Shitole adds, “MPLS fuses the intelligence of routing with the performance of switching and provides significant benefits to networks with a pure IP architecture as well as those with IP and ATM or a mix of other Layer 2 technologies”. Using MPLS over VPN also gives service providers an opportunity to create IP tunnels throughout their network, eliminating the need for encryption and end-user applications.

Another advantage of MPLS VPN is that QoS is higher because of its end-to-end circuit architecture.

Bandwidth-Performance Gains

Companies which have high bandwidth requirements are now opting for MPLS VPNs. Sule feels, “MPLS has already made its mark on the Indian fraternity and in fact, wherever business applications requiring increased and guaranteed bandwidth have been/are being deployed, the technocrats involved therein are surely considering this option.”

“If a large organisation has built-in bandwidth redundancy due to business needs, substantial cost savings could be made by the shift to MPLS since the carrier charges customers only for the actual bandwidth used. Cost savings could be to the tune of 25 to 35 percent,” asserts Prabhakaran.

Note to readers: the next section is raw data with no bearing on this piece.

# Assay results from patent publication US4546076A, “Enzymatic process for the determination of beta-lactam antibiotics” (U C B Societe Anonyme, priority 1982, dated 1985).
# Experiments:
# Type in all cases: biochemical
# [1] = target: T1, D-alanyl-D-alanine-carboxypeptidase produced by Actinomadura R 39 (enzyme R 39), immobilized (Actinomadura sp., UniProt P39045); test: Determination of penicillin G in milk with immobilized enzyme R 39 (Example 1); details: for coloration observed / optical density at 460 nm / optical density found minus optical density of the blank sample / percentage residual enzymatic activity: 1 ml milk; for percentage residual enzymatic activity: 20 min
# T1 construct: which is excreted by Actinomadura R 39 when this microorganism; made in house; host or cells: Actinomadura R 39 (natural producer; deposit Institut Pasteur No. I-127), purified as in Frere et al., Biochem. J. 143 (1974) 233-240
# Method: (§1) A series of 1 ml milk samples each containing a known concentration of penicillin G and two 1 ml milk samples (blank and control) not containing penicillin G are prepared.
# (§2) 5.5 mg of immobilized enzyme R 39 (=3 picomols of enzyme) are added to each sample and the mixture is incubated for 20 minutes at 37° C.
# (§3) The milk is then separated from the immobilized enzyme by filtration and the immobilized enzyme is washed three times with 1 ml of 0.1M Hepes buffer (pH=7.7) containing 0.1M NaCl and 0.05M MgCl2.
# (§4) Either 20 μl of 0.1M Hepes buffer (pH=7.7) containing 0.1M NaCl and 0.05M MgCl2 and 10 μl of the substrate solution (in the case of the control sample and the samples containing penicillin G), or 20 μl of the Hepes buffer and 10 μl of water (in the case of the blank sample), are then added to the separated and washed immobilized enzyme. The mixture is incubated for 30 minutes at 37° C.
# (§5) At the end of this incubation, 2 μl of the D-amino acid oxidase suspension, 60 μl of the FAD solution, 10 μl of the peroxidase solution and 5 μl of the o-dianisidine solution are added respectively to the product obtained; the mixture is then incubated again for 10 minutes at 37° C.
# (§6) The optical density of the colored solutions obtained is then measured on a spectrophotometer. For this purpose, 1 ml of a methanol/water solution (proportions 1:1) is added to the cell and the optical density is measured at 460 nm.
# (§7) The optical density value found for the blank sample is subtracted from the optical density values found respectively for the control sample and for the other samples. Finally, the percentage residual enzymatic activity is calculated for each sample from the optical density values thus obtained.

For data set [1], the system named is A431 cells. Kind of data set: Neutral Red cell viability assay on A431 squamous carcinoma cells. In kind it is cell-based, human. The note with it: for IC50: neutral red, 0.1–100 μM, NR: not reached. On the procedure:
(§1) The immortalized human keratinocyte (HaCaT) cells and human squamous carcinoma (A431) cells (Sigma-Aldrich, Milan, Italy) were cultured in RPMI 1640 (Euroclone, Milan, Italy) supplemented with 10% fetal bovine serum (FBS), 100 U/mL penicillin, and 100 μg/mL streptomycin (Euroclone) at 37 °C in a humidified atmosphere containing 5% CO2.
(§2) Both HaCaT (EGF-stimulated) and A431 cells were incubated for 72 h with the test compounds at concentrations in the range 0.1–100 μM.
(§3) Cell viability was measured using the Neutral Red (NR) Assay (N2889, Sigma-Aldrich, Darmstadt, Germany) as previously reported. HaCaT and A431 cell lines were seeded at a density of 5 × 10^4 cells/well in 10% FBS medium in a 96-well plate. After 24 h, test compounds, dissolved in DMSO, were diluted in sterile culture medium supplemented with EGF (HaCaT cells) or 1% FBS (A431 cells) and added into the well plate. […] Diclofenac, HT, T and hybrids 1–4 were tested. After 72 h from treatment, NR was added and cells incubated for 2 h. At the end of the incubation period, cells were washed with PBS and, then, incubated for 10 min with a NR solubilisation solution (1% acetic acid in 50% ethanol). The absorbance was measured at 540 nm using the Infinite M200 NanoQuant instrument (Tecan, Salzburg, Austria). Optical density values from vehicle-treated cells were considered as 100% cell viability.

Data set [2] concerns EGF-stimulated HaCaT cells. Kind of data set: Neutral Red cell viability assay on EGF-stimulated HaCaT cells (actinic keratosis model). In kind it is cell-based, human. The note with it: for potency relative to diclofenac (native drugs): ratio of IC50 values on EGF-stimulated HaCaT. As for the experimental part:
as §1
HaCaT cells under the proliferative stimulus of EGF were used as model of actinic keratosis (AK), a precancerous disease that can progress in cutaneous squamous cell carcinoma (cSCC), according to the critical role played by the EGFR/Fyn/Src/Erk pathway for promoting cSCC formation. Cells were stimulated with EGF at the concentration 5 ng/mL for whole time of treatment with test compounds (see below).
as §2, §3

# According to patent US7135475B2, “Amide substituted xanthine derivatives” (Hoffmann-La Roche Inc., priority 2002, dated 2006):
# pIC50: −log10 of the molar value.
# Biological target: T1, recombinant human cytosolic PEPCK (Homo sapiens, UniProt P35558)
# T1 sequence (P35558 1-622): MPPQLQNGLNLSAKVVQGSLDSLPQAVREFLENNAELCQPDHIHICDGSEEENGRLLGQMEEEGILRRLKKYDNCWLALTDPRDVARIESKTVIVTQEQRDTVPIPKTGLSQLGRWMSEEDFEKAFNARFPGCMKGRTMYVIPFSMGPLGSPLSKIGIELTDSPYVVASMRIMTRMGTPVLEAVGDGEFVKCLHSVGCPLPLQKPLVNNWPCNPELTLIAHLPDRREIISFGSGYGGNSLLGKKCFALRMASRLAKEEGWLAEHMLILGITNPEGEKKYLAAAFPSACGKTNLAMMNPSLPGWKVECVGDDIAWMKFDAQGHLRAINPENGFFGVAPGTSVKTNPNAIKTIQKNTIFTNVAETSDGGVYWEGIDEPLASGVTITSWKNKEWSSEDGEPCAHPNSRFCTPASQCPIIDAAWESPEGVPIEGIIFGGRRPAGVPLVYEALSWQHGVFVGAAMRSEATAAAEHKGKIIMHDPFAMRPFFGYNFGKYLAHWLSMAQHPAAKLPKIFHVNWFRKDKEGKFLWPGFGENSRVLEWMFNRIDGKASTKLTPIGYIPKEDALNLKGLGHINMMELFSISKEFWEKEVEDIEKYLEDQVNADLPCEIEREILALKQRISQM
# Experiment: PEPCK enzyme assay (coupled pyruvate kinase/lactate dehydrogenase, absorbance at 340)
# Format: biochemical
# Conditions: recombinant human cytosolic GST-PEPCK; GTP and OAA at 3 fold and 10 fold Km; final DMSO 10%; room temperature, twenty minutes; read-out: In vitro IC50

The organisation needs to pay for only the bandwidth and performance levels used, with flexibility to easily upgrade the bandwidth whenever required.

No Major Changes

One of the major advantages of MPLS VPN is that it does not require major infrastructural changes between service providers. “Almost every service provider is running an IP network to provide IP services and many of these devices are MPLS capable. Today since most enterprises use leased lines, the network is transparent to them and they do not have to change the router (CPE) or infrastructure to utilise MPLS VPNs,” Shitole avers. However, it has to be noted that some configuration changes might be required at the end CPE.

Model Of Choice

Going by market trends in MPLS solutions,organisations seem to prefer the service provider model, due to the perception that except for vendors with established network presence, it would be difficult and protracted for others to build the required infrastructure

Going by market trends in MPLS solutions, organisations seem to prefer the service provider model, due to the perception that except for vendors with established network presence, it would be difficult and protracted for others to build the required infrastructure.